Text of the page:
The channel has the third largest di-Higgs branching ratio of 7.3%. The search in this channel is performed in three subchannels defined by decay modes of the leptons: di-leptonic, semi-leptonic and hadronic. This analysis assumes and uses a track a confirmation algorithm to suppress pile-up. The dominant backgrounds are the production of , + jet, +jet, di-bosons and multijet events. The largest sensitivity is obtained in the hadronic subchannel, resulting in an upper limit on the Higgs pair production cross-section equal to 4.3 times its SM value at 95% C.L. The corresponding expected exclusion limits on in all three subchannels are .
Higgs pair production can also probe the presence of TeV scale resonances interacting with the Higgs, such as Kaluza-Klein gravitons. Such a resonant production of a pair of Higgs bosons decaying to was studied in . The HL-LHC study found a 4.4 expected significance for the graviton with a mass of 2 TeV. The largest gain in sensitivity between different inner tracker layouts considered in the Scoping Document stems from an inproved -tagging performance.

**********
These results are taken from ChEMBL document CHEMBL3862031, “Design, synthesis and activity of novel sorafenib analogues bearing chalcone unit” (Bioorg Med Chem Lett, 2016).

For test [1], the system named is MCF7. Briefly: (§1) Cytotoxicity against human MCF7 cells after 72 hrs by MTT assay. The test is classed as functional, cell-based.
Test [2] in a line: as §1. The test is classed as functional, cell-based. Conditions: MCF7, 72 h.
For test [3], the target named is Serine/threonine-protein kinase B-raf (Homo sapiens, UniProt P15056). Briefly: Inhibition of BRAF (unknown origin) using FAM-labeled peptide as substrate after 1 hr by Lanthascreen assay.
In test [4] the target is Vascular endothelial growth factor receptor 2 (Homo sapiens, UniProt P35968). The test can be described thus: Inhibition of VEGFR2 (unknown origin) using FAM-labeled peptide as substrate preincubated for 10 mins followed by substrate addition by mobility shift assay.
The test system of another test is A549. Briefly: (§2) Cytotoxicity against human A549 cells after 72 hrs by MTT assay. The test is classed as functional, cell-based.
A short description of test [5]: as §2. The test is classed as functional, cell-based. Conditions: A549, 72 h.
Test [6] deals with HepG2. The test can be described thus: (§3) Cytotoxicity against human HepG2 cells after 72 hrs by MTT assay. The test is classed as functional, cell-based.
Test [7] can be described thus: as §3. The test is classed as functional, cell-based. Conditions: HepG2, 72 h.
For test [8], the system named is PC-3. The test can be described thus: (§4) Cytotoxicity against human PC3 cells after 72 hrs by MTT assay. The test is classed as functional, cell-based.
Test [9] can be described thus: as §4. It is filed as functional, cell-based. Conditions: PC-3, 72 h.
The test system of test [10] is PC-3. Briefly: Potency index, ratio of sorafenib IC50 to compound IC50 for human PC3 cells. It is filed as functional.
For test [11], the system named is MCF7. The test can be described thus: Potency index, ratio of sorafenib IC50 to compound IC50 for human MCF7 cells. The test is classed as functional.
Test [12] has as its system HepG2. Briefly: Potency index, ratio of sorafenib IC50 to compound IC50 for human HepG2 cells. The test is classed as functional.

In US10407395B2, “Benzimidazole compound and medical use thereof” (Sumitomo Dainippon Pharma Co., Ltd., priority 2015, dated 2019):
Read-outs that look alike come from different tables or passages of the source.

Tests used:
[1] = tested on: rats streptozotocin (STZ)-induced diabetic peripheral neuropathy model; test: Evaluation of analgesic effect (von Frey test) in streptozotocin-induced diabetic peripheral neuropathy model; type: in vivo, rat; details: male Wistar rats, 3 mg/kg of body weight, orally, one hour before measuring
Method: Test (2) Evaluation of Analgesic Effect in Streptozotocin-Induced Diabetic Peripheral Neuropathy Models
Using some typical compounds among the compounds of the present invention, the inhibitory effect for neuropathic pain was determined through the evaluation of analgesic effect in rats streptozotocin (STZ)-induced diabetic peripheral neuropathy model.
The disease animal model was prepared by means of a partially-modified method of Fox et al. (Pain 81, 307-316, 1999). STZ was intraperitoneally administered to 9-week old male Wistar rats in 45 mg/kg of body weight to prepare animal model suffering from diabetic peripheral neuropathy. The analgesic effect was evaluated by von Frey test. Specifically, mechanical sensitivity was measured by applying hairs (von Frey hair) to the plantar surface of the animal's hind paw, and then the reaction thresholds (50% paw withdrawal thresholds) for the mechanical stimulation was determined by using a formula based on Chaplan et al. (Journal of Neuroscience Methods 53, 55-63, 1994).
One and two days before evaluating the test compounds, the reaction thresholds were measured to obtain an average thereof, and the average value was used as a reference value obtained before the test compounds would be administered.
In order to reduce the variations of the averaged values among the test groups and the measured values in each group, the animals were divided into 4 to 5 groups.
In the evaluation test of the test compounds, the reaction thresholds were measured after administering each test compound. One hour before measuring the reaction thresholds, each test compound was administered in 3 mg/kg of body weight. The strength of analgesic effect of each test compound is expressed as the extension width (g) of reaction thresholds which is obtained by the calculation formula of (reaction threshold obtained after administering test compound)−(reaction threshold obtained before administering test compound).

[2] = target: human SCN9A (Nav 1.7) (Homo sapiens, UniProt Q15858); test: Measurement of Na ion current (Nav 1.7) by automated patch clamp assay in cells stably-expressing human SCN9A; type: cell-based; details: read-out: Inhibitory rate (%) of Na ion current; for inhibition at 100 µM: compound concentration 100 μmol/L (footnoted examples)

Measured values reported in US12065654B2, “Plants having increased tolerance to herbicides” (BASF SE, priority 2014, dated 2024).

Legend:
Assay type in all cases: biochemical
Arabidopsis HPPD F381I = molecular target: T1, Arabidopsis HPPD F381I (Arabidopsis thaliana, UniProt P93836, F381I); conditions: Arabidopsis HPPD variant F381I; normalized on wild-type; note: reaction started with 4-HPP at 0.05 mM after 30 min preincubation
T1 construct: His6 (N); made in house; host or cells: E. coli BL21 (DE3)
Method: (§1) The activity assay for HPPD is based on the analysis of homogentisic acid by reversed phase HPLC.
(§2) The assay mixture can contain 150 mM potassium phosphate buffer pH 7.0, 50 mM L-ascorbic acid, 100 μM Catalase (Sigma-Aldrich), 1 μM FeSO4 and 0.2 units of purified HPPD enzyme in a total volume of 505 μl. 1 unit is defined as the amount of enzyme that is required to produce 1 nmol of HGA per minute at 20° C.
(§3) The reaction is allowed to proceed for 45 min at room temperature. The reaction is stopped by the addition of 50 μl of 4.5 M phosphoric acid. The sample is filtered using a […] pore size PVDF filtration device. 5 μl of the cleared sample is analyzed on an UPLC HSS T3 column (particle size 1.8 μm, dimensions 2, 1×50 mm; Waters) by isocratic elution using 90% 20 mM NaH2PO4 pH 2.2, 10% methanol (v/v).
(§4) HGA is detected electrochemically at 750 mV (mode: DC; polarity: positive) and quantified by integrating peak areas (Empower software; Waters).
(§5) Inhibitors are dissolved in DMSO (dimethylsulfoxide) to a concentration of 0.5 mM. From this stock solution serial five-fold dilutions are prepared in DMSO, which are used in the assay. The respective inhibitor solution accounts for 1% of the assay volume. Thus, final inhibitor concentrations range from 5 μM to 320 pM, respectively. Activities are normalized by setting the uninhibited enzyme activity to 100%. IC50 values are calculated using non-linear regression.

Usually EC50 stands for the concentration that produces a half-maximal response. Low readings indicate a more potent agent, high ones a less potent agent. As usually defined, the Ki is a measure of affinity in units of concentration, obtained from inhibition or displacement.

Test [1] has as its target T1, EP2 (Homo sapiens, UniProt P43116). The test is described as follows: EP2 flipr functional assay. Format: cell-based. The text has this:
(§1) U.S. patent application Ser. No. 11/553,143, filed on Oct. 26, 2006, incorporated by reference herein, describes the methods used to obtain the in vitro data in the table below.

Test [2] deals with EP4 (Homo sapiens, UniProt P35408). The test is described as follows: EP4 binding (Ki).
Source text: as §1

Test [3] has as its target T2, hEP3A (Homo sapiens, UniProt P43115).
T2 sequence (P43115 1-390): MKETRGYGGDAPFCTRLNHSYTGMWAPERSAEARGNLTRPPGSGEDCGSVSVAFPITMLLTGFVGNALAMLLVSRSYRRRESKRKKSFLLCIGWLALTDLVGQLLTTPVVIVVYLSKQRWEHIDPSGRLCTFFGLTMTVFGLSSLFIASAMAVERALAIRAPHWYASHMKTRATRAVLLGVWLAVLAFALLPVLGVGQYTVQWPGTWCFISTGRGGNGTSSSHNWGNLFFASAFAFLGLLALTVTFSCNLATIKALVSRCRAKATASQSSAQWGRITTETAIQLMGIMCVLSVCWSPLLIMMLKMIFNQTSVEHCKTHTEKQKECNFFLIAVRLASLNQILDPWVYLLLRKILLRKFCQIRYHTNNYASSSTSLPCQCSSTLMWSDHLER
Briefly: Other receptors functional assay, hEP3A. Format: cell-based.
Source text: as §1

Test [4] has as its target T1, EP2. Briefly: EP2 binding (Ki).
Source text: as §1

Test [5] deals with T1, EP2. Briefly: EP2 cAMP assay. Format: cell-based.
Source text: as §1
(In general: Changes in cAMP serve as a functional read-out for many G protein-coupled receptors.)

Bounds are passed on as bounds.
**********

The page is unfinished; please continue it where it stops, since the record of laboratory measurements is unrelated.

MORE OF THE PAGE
5 Prospects for discovering supersymmetric electro-weakinos